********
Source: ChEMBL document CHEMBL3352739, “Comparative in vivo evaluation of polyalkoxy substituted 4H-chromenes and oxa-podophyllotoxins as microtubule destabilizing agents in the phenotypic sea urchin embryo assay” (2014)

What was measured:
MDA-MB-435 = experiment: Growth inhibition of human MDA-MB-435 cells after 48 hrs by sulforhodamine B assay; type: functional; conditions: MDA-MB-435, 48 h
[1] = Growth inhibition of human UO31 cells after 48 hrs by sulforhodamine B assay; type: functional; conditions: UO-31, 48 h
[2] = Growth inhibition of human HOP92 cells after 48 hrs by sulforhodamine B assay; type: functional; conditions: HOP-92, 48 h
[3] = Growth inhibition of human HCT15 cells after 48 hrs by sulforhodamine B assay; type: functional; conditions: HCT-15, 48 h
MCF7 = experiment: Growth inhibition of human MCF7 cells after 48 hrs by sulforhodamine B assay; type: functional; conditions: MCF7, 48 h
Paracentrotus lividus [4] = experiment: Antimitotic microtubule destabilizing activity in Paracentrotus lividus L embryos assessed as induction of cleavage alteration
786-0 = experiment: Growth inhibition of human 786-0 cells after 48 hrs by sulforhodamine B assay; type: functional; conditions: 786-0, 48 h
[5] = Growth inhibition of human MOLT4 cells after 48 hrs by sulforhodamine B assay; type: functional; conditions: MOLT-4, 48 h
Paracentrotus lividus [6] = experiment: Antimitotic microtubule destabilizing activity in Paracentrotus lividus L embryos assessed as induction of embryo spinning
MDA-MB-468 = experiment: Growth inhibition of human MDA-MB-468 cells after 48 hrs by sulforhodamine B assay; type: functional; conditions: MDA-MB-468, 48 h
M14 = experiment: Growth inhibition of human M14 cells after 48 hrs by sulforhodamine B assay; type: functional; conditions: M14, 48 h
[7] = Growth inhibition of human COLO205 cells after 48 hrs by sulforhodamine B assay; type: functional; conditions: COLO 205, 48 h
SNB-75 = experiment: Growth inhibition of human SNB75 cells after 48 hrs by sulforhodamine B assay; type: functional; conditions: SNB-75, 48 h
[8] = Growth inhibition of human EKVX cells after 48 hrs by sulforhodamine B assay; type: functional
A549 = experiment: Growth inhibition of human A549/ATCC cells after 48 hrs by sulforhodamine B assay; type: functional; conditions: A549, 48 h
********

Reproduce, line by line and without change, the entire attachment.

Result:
Source: ChEMBL document CHEMBL3352739, “Comparative in vivo evaluation of polyalkoxy substituted 4H-chromenes and oxa-podophyllotoxins as microtubule destabilizing agents in the phenotypic sea urchin embryo assay” (2014)

What was measured:
MDA-MB-435 = experiment: Growth inhibition of human MDA-MB-435 cells after 48 hrs by sulforhodamine B assay; type: functional; conditions: MDA-MB-435, 48 h
[1] = Growth inhibition of human UO31 cells after 48 hrs by sulforhodamine B assay; type: functional; conditions: UO-31, 48 h
[2] = Growth inhibition of human HOP92 cells after 48 hrs by sulforhodamine B assay; type: functional; conditions: HOP-92, 48 h
[3] = Growth inhibition of human HCT15 cells after 48 hrs by sulforhodamine B assay; type: functional; conditions: HCT-15, 48 h
MCF7 = experiment: Growth inhibition of human MCF7 cells after 48 hrs by sulforhodamine B assay; type: functional; conditions: MCF7, 48 h
Paracentrotus lividus [4] = experiment: Antimitotic microtubule destabilizing activity in Paracentrotus lividus L embryos assessed as induction of cleavage alteration
786-0 = experiment: Growth inhibition of human 786-0 cells after 48 hrs by sulforhodamine B assay; type: functional; conditions: 786-0, 48 h
[5] = Growth inhibition of human MOLT4 cells after 48 hrs by sulforhodamine B assay; type: functional; conditions: MOLT-4, 48 h
Paracentrotus lividus [6] = experiment: Antimitotic microtubule destabilizing activity in Paracentrotus lividus L embryos assessed as induction of embryo spinning
MDA-MB-468 = experiment: Growth inhibition of human MDA-MB-468 cells after 48 hrs by sulforhodamine B assay; type: functional; conditions: MDA-MB-468, 48 h
M14 = experiment: Growth inhibition of human M14 cells after 48 hrs by sulforhodamine B assay; type: functional; conditions: M14, 48 h
[7] = Growth inhibition of human COLO205 cells after 48 hrs by sulforhodamine B assay; type: functional; conditions: COLO 205, 48 h
SNB-75 = experiment: Growth inhibition of human SNB75 cells after 48 hrs by sulforhodamine B assay; type: functional; conditions: SNB-75, 48 h
[8] = Growth inhibition of human EKVX cells after 48 hrs by sulforhodamine B assay; type: functional
A549 = experiment: Growth inhibition of human A549/ATCC cells after 48 hrs by sulforhodamine B assay; type: functional; conditions: A549, 48 h